Senior U.S. Official: Israel Will Not Attack Iran's Nuclear Program

Olmert will discuss the issue with Bush in Monday's meeting; Palestinian unity gov't also on the agenda.

Israel will not strike Iranian nuclear facilities, a senior American official said Tuesday.

He said that Israel understands that the solution to the Iranian nuclear crisis has to be reached through diplomatic means. He said that destroying Iran's nuclear plants would be far more complicated than Israel's attack on the Iraqi facilities at Osirak in 1981, as in this case, there are more than 200 facilities.

Even if not everyone shared this conclusion, he said, it would be difficult to guarantee that Iranian nuclear program would be destroyed, adding that there is nothing worse than an unsuccessful military operation.

The official also said that the subject of Iran's nuclear program and efforts to impose sanctions on the Tehran regime would top the agenda at a meeting between U.S. President George W. Bush and Prime Minister Ehud Olmert in Washington next Monday.

Also on the agenda for the meeting between the two leaders are the current attempts to form a Palestinian unity government.

According to the official, the U.S supports the establishment of a government of technocrats in the Palestinian Authority that would accept the principles presented by the Quartet - recognizing Israel, respecting prior agreements, and denouncing violence.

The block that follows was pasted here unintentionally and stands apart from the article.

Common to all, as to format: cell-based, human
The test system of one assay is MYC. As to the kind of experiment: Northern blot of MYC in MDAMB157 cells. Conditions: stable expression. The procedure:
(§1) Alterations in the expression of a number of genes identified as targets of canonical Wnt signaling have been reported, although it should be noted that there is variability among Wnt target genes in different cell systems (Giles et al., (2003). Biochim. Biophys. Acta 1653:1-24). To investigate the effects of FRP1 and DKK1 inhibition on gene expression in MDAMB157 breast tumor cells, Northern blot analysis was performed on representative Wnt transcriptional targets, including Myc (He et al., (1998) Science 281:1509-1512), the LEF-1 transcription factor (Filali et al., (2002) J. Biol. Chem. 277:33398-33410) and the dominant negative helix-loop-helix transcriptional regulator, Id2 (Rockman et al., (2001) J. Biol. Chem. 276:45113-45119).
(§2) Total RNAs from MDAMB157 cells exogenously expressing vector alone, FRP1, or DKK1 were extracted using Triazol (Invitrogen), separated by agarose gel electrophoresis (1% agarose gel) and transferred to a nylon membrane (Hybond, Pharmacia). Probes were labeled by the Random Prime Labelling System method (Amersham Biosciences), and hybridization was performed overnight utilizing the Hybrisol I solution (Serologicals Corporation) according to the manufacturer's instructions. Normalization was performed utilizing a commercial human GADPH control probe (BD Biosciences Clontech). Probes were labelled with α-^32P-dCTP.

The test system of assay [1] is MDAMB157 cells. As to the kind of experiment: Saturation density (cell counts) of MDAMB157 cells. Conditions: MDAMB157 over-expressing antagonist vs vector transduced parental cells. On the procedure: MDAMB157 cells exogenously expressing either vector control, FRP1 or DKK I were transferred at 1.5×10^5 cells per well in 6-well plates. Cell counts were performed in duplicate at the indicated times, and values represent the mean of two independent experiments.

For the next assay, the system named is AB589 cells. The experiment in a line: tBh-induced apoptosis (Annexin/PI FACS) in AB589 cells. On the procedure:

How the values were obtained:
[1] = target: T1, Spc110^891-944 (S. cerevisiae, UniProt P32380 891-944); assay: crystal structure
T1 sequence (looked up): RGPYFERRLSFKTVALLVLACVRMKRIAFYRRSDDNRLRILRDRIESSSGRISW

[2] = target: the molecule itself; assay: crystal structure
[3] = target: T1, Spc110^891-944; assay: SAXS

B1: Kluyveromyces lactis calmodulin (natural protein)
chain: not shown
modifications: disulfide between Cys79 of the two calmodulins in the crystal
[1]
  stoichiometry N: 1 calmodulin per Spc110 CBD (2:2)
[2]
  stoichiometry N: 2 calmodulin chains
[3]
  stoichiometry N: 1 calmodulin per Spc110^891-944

Such a government would be an acceptable partner for Israel in implementing the road map, the official said.

The U.S. government expects Israel to authorize a series of moves to strengthen Palestinian Authority Chairman Mahmoud Abbas. According to previous reports, these include the transfer of thousands of rifles from Egypt to Abbas' Presidential Guard for the purpose of deploying the Palestinian Bader Division from Jordan to the Gaza Strip.

The official said the U.S. would like the division to be deployed prior to Olmert's meeting with Bush.

The U.S. believes the solution to Gaza's terrorism problem can be reached politically as well as militarily, the official said. Thus, the Palestinians' humanitarian distress must be relieved to prevent a rise in support for Hamas and terrorism.

According to the official, the issue of negotiations between Israel and Syria is not on the agenda for the Olmert-Bush meeting. He said that Syria knows what it must do for the U.S. to treat its peace statements seriously.

The U.S. understands Israel's need to continue Israel Defense Forces intelligence gathering overflights into Lebanon to collect, the official said.